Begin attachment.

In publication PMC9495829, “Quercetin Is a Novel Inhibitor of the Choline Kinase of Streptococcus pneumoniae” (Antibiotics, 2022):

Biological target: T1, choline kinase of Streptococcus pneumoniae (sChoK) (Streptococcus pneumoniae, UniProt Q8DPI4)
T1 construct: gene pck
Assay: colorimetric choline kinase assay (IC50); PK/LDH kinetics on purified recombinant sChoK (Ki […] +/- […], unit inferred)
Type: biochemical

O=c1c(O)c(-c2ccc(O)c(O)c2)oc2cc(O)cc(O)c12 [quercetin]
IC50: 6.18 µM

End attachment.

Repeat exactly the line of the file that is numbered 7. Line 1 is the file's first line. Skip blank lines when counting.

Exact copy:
IC50: 6.18 µM